Gender pay gap in Germany narrows - but still higher than EU average
The gender pay gap in Germany shrank by slim 1 percent in 2019, but remains significantly larger than the European Union average. In fact, the federal republic has the bloc’s second-worst gender pay gap, after Estonia.
Gender pay gap in Germany slowly shrinking
Women in Germany took home 19 percent less than men in 2019, according to figures released by the Federal Statistical Office (Destatis) this week. The difference in earnings between men and women in the federal republic - the so-called unadjusted gender pay gap - was therefore one percentage point lower than in 2018, and fell below 20 percent for the first time ever. “Viewed over a longer period of time, a slow but steady decline can be observed in Germany,” the report stated.
The unadjusted gender pay gap compares the average earnings of all employees, irrespective or job or qualifications. Experts in Germany generally attribute the difference in earnings to the fact that women are more likely to work in industries and occupations that command lower salaries, and are less likely to reach management positions. Since women still carry out the bulk of childcare and housekeeping responsibilities, they are also more likely to work reduced hours.
Adjusted pay gap stagnating
However, these factors alone cannot explain the continued discrepancy between male and female earnings in Germany: when the wage gap is evaluated for men and women with comparable qualifications, working the same hours in the same kinds of jobs, there is still a wage gap of 6 percent.
Data on this so-called adjusted gender pay gap is collected every four years and shows that progress in Germany is moving even more slowly: it has now been stuck at 6 percent since 2014; in 2010 the difference was 7 percent and in 2006 8 percent.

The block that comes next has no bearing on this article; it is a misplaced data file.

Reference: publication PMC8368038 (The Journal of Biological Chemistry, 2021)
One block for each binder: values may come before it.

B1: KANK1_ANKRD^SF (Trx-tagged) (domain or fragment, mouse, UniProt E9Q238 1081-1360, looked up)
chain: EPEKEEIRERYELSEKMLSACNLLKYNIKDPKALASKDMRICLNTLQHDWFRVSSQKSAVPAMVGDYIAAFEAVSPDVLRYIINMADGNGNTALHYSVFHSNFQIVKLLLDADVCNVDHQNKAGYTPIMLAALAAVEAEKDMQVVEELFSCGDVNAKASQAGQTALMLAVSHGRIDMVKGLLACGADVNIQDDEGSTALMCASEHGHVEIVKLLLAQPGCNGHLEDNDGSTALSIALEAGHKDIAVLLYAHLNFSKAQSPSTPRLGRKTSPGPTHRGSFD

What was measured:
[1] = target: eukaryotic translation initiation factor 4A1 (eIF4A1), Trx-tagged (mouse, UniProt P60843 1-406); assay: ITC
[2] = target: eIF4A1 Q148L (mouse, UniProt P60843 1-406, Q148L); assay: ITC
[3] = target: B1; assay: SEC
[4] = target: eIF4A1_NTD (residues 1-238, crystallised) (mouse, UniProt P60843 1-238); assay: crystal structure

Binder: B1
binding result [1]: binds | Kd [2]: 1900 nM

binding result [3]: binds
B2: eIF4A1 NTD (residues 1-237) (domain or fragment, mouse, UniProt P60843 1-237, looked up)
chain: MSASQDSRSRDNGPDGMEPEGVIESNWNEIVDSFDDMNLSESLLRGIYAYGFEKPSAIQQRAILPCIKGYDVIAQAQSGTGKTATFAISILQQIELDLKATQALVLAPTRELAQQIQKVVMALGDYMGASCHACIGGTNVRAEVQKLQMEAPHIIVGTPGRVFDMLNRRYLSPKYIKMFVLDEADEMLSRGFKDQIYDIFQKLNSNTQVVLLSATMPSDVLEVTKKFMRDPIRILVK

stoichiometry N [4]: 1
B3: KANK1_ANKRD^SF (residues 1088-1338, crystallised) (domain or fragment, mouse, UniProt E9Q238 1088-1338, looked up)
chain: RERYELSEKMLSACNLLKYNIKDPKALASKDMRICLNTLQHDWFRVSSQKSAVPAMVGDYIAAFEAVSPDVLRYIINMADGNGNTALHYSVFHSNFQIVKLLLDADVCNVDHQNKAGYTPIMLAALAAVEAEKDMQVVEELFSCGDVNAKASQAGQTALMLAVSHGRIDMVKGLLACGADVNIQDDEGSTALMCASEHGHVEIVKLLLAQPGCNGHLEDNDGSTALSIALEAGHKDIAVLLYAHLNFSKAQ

Gender pay gap smaller in eastern Germany
Interestingly, however, the figures show that there are clear differences within Germany, with the eastern federal states posting smaller unadjusted gender pay gap figures than western Germany.
According to Destatis, in the states of Brandenburg, Mecklenburg-Vorpommern, Saxony, Saxony-Anhalt and Thuringia, the gender pay gap was 7 percent, on average, compared to 19 percent in the western federal states - suggesting that income inequality in the west is actually the major driver of the gender pay gap in Germany.
The difference can be attributed to the fact that wages are generally lower in eastern Germany, but also to cultural patterns that were established in the east prior to reunification, such as the widespread availability of childcare and high female workforce participation.
Average gender pay gap in EU is 15 percent
The EU has not yet published figures for 2019, but at the end of 2018 the average gender pay gap in the bloc was 15 percent. Germany’s 2019 figure of 19 percent is therefore way above the EU average. Last year, the federal republic actually ranked second worst out of the 28 member states. Only Estonia, with a gender pay gap of 22 percent, performed worse.
Austria, Czechia, the UK, Slovakia and Latvia were all on a similar level to Germany in 2018. The EU countries with the narrowest gender pay gaps were Luxembourg (1 percent), Romania (2 percent) and Italy (4 percent).